I have always believed that good comes out of everything – even from difficult life events. When trying to guide my patients and their loved ones through challenging diagnoses, I am often reminded of the serenity prayer. We all want the power to change the things we can and to accept the things we cannot change. But it is the third part of the prayer – the ability to recognize the difference – with which we all struggle the most.
Whether it is a diagnosis of cancer, diabetes, or heart disease, neither a physician nor a patient can make the problem disappear. Yet a patient might go to great lengths expecting a problem to vanish while neglecting the more obvious ways to manage the disease. This approach may lead to overly aggressive treatment or inappropriate alternative therapies.
Let’s take the person with newly diagnosed heart disease, for example. A heart attack is one of many examples of a health “wake-up call.” Such a person might look towards special testing, medications, vitamins, and other medical marvels to “eliminate” their cardiovascular disease. However, this same person may very well ignore the importance of modifying their lifelong eating and exercise habits, risk reduction (e.g. smoking cessation), preventive maintenance exams, and early diagnosis of other diseases (or progression of the existing disease).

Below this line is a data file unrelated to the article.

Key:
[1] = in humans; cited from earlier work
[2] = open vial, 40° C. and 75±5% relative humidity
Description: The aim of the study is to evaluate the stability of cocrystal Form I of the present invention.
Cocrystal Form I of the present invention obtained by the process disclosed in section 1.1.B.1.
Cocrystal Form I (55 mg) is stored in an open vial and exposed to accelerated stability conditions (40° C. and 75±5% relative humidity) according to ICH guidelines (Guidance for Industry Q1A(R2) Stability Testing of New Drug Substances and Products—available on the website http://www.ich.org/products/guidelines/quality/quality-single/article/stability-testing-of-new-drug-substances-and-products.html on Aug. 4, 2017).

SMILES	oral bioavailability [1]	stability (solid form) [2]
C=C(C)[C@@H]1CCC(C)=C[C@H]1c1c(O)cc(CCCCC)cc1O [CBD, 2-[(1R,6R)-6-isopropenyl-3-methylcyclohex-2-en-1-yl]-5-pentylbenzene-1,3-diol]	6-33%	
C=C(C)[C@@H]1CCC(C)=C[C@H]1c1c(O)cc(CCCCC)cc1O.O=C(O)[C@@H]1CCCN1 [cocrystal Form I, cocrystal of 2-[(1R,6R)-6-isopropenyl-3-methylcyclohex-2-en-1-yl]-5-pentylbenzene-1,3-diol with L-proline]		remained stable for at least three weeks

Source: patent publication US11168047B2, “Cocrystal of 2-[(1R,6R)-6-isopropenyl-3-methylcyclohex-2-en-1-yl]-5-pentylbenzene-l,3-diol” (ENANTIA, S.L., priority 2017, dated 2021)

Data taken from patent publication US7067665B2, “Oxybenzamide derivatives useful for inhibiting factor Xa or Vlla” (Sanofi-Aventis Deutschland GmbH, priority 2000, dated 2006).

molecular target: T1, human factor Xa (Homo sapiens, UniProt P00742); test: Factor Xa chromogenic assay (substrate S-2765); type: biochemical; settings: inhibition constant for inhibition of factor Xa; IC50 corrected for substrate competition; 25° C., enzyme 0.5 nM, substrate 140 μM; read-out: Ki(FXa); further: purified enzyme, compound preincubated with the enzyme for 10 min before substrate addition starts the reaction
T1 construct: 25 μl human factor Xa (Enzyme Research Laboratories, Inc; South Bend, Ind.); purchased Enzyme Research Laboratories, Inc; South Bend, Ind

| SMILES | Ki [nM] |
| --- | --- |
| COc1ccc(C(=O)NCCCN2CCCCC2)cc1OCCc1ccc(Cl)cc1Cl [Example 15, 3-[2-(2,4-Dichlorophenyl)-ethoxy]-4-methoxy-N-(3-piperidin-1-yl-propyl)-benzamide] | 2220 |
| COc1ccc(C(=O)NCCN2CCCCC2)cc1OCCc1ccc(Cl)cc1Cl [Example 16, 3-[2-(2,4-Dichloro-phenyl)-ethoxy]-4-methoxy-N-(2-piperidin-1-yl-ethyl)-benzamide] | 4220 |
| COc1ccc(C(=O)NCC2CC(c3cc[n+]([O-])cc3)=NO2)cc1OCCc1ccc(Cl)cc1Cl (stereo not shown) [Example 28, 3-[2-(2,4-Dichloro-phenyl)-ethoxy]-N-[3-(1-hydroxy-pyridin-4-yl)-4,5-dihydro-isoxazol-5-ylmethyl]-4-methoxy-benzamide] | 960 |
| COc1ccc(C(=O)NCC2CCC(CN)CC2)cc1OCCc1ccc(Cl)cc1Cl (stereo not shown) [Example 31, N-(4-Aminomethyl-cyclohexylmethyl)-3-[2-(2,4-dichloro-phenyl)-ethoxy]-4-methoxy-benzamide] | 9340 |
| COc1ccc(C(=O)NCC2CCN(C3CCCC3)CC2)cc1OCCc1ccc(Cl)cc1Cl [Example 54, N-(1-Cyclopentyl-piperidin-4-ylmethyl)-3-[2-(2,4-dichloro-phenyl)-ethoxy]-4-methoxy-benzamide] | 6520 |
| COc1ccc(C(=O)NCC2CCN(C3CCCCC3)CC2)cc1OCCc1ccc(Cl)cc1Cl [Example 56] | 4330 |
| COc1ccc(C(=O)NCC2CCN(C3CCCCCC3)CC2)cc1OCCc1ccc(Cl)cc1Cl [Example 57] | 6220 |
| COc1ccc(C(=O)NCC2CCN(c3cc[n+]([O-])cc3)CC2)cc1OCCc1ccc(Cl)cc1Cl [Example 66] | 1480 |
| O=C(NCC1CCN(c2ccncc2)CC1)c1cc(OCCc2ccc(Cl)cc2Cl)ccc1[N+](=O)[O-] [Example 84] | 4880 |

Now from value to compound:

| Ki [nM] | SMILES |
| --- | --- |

Lifestyle behaviors are the foundation of any medical treatment. I do commend any patient who takes a headfirst approach to tackling their medical problems. However, their energies should first be directed towards proven methods that will last a lifetime. Even better, we should strive to identify what we can change before things become severe.